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Chickenpox Vaccine-- not as great as originally preached

Posted Aug 26 2008 4:31pm
It's kind of funny how one one hand, Big Pharma's all about Big Business--well, we HAVE to charge so much for our pr oducts (except, hm, in Canada where they refuse to pay overinflated prices) 'cause we have to put so much into R&D (and, of course, direct-to-consumer and direct-to-doc advertising)!



But then when their products don't work, the whole business model is conveniently forgotten. I mean, what car manufacturer would survive if you had to replace the steering wheel of its product every few years?



I got this from Medpundit about the not-so-great chickenpox vaccine (brought to us by Merck, the pusher of the the Gardasil--HPV--vaccine , read the old post here ):



A Pox On Us: The chickenpox vaccine - not as great as originally preached :



Merck's chickenpox vaccine Varivax not only loses its effectiveness after a while, but it has also changed the profile of the disease in the population, U.S. researchers reported on Wednesday.



The study confirmed what doctors widely knew -- that the vaccine's protection does not last long.



And with fewer natural cases of the disease going around, unvaccinated children or children in whom the first dose of the vaccine fails to work have been catching the highly contagious disease later in life, when the risk of severe complications is greater, they said.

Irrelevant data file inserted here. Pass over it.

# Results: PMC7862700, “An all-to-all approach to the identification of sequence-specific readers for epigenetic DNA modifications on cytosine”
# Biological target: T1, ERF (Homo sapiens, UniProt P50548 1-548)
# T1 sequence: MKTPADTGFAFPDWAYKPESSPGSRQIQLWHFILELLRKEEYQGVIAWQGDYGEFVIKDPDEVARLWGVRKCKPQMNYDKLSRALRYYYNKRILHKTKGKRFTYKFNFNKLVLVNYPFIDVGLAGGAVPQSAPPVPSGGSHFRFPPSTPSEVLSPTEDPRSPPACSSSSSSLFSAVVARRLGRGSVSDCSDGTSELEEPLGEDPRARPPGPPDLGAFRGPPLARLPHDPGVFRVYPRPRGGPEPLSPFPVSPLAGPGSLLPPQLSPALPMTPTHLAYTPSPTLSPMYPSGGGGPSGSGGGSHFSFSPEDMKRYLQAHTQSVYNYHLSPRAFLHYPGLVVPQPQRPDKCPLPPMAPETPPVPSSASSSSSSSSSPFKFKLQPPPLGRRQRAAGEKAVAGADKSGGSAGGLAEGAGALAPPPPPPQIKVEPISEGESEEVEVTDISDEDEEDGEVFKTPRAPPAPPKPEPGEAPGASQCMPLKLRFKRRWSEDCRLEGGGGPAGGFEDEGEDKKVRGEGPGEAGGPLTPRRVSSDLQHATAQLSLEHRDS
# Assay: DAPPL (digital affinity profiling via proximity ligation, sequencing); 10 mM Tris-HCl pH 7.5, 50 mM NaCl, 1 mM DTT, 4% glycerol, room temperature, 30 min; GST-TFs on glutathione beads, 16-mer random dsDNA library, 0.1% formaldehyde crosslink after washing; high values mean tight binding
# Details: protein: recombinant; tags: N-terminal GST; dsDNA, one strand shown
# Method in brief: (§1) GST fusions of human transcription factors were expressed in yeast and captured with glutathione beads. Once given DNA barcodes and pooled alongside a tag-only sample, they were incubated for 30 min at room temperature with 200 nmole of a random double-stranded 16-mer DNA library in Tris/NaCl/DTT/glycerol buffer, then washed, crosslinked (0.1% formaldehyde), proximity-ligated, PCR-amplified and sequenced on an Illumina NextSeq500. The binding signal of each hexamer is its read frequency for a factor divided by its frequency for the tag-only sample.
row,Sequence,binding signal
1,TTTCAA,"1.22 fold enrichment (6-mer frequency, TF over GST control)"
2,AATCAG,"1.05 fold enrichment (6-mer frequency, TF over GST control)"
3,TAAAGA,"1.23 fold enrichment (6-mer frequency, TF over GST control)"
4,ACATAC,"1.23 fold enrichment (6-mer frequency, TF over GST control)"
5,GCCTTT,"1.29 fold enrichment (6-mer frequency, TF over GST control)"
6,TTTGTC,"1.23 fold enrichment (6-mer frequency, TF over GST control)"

This is frustrating . When the chickenpox vaccine was originally introduced and recommended, there was tremendous resistance from pediatricians and family physicians in the trenches- for these very reasons. There was the fear that the immunity would not be as good as that aquired through natural disease and that when the vaccine did wear off it would leave young adults vunerable to infection. Chickenpox is a pain to have as a child, but it's potentially life threatening to have it as an adult. Especially a pregnant adult. The experts, however, assured everyone that this was not a worry. The Japanese had been using it for years and it was effective there. Never mind that we don't live in Japan. And most of us aren't Japanese. And so, it became the standard of care to vaccinate against a childhood disease that was largely benign so we could avoid the rare death (usually in an immunocompromised child, and at a rate of 100 per year in the entire United States).



What does this mean? It means we'll be giving boosters. Good for Merck. That doubles the demand for their vaccine. And if it turns out the booster's immunity fades with time, too, there will be another booster. It also means that we will probably see an increase in the incidence of chickenpox again after a steady decline over the past ten years. Which will be all the more reason to promote the booster.



Selling the vaccine to the infectious disease community was truly a golden goose for Merck. It remains to be seen whether it was such a good thing for the rest of us.



P.S. And don't you wonder how many of those infectious disease experts who preached the gospel of Varicella vaccination had financial ties of some sort to Merck? I do.







For the record, the FertilityBitch loves this blog.
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